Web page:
All Is Well?

Hawk

Hawk from our backyard © 2015 by Pat Ruppel

I read a post today from a fellow blogger, John Cali, a world renowned channeler. He titled it, Why Is the World So Screwed Up? I have to say I’ve wondered it a number of times, too, especially these days. So, I was curious what message Spirit might say to us through John and it helped put things back in perspective for me and remember that feeling of ‘all is well’. Here is a small portion of what Spirit said: 

“The world is not screwed up. It is simply moving out of darkness back into light. Darkness is an illusion. Illusions are not real. Only light and love are real.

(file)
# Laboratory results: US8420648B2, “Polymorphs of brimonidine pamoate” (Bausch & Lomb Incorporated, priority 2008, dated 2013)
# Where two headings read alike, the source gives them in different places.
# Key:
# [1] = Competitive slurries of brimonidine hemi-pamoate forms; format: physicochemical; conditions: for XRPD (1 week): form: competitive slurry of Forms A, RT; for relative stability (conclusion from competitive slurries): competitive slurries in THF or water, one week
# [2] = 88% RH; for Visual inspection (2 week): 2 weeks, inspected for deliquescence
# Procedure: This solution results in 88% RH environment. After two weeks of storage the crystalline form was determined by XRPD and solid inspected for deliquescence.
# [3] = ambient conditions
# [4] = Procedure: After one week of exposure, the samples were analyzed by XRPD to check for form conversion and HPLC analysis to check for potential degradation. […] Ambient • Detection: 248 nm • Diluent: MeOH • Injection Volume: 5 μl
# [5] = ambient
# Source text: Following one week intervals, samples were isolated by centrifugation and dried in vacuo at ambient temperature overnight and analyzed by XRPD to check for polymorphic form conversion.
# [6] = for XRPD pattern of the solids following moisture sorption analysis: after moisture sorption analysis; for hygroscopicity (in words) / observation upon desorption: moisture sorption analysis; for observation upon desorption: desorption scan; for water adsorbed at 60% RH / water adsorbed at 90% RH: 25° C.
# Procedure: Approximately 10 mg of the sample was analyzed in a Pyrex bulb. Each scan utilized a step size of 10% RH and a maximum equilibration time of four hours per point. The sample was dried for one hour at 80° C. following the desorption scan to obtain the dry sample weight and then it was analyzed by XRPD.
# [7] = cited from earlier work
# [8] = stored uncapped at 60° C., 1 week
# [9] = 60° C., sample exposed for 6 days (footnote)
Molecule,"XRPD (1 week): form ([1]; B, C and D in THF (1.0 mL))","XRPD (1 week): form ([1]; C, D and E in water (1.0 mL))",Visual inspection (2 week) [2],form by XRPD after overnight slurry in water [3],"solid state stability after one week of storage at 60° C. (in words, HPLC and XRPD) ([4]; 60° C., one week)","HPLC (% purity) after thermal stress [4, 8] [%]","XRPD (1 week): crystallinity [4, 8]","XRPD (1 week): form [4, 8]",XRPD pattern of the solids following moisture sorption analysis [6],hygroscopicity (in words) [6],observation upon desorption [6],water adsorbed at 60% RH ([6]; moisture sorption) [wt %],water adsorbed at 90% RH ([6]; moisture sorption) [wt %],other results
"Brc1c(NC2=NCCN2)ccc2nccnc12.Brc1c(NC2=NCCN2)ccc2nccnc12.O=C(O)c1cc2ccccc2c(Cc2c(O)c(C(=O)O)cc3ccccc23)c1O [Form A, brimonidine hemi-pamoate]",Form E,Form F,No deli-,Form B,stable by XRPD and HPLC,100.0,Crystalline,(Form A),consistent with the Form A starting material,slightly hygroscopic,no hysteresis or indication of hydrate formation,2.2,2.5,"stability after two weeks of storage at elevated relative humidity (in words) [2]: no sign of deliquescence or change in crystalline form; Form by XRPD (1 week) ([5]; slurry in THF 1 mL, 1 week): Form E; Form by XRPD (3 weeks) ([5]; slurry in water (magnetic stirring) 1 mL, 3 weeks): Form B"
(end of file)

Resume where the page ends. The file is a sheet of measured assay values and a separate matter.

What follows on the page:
All is well. Trust that. Know that.

Virtually every human on the planet today is undergoing this transformation, each in his or her own way. This (your current experience) is your way.”

I forget that. Just like the rest of us, I’m going through transformation and we’re all connected. It’s harder to look at the big picture, when I get caught up in family, routines, and daily drama.

Life is a process and it’s what we feel and learn along with the essence of our creations that we’ll take with us to the other side. It’s the people I love and exchange my life with in thoughts and deeds and, when I remember that, then the feeling of ‘all is well’ returns. It’s the people I don’t know and love that have the greatest potential to influence me and plant seeds of inspiration; or negativity, if I let them when I hear about them.

I remember that feeling when I walk along a mountain path or, as a child, the muffled voices of family around the kitchen table in the wee hours of the morning, as I lay in bed half asleep. Here is a little of what I wrote in a post a number of years ago when it felt like ‘all was well’: